10 items from 2013
“I’m trying to find moments that I can make memorable,” says Michael B. Jordan, who, at age 26, has already delivered several unforgettable examples. Acting since adolescence, Jordan fell in love with the craft while shooting a scene for “The Wire,” in which his character, an inner-city kid, starts sniffing cocaine. “That was the first time I let go and lost myself in a role,” he says.
Over the past decade, Jordan has cultivated an impressive fledgling career, from recurring turns in “All My Children,” “Friday Night Lights” and “Parenthood,” to notable performances in Hollywood ensembles “Chronicle” and “Red Tails,” culminating in his extraordinary first starring role in “Fruitvale Station,” as Oscar Grant, the young man shot by police at an Oakland subway stop in 2009.
“I really meditated a lot,” says Jordan, reflecting on his intense death scene. “I would talk to myself, and I would talk to Oscar, and that focused me. »
- Anthony Kaufman
One of this fall TV season’s most burning questions — “How will Marvel’s Agents of S.H.I.E.L.D. premiere?” — has been answered.
Poll | Is S.H.I.E.L.D. the Hero Series That TV Deserves, Or the One It Needs Right Now?
ABC’s follow-up to the Marvel movies by way of Joss Whedon on Tuesday night opened to (updated) 12.1 million total viewers while scoring a 4.7 rating in the coveted 18-49 demo, per finals — aka this fall’s highest-rated drama debut to date, if not the most watched. It also stands as all of TV’s best drama launch in four years (since ABC’s own V).
In the demo, »
- Matt Webb Mitovich
I write an article at Movies.com called Film Face-off, where I take two things, and they battle it out. The things could be actors, movies, characters, just about anything. Give it some love, comments, tweets, Facebook affection.
The Great Gatsby is a classic American novel. Now that director Baz Luhrmann has breathed new life into the story with another big-screen adaptation, kids everywhere are flocking to their local five and dimes to get a hand on the original. Ok, that might not be true, but it is true that on-screen stars Leonardo DiCaprio and Tobey Maguire have been friends for years after first meeting at the casting of the TV show Parenthood (1990 version).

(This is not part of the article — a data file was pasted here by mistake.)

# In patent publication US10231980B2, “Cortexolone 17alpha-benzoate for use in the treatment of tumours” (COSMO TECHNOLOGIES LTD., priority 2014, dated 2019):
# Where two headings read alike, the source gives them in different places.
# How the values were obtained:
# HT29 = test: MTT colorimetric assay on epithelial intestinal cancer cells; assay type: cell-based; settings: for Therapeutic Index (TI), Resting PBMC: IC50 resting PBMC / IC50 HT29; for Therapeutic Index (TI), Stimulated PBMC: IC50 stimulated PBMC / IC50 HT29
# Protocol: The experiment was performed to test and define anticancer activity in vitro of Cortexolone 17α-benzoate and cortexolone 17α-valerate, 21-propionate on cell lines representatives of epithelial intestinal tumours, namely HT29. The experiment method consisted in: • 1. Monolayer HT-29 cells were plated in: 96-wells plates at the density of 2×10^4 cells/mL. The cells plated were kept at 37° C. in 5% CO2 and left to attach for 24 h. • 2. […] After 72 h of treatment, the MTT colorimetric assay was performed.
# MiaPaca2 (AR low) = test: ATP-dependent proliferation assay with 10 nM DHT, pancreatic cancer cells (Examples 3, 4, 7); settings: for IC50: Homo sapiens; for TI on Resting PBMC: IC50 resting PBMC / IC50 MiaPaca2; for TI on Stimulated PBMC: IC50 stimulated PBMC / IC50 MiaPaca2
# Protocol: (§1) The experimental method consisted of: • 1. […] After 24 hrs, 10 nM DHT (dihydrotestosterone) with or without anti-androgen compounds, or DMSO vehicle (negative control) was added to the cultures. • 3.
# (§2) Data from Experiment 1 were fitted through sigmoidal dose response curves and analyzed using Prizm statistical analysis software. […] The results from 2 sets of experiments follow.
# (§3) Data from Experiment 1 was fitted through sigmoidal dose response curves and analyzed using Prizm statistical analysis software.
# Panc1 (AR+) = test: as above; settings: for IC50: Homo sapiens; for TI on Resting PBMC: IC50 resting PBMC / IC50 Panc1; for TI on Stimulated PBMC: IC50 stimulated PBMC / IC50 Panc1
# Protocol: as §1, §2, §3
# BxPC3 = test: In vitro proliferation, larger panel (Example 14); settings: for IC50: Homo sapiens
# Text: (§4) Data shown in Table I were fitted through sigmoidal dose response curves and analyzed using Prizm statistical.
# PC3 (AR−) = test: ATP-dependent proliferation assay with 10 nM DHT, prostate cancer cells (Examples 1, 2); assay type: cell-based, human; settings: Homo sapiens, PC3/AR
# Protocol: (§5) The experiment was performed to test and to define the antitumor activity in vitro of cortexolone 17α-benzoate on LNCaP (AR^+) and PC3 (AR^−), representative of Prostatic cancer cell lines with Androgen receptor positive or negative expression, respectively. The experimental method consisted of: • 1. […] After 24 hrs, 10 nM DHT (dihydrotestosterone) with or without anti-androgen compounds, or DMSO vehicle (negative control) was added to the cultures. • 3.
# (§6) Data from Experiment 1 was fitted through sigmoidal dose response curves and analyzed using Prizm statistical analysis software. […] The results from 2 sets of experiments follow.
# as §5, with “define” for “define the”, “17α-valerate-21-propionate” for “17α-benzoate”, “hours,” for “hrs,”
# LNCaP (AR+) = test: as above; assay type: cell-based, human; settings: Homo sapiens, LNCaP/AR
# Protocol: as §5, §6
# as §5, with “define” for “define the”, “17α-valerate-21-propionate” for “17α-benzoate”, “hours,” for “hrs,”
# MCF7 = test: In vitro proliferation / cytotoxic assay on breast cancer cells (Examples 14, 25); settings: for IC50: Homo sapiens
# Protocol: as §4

Ah, but now friends will become enemies. That’s right, when Maguire and DiCaprio sit down to read this (because you know they will), it will likely mean the end of their friendship. »
- Jeff Bayer
Leonardo DiCaprio is a quadruple threat: Actor, producer, game show contestant and person who doesn't win things. The latter skill sets go as far back as 1990, as evident in this clip uploaded by VideoSurferYNX and surfaced by Buzzfeed. The then-15-year-old actor, at the time best know for his role on Parenthood but having also played "Kid Fighting Scout" in The Outsiders and "Darlene's Classmate" on Roseanne (his best work to date, playing Luke Brower on Growing Pains, was just around the corner), appeared on Fox's game show Fun House. The show was no Legends of the Hidden Temple, but did involve Leo dressing as Godzilla, getting hit with "schmutz bombs," »
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This Week in Ladybits
Gird your bits, ladies. It’s getting ugly out there.
Our old pal Representative Trent Franks (R-1387), for example, is trying to push a breathtakingly cruel, medically ignorant, exemption-free national abortion ban through Congress. (Where it has passed its all-male committee. Thanks, jerks!) In arguing against exemptions for rape, Franks helpfully explained that “the incidents of rape resulting in pregnancy are very low.”
In case you’re coming in late to this argument, a) Franks is utterly, completely wrong and b) What The Hell?! Is he seriously suggesting that there is an acceptable number of rape victims who should be forced to carry their pregnancies to term?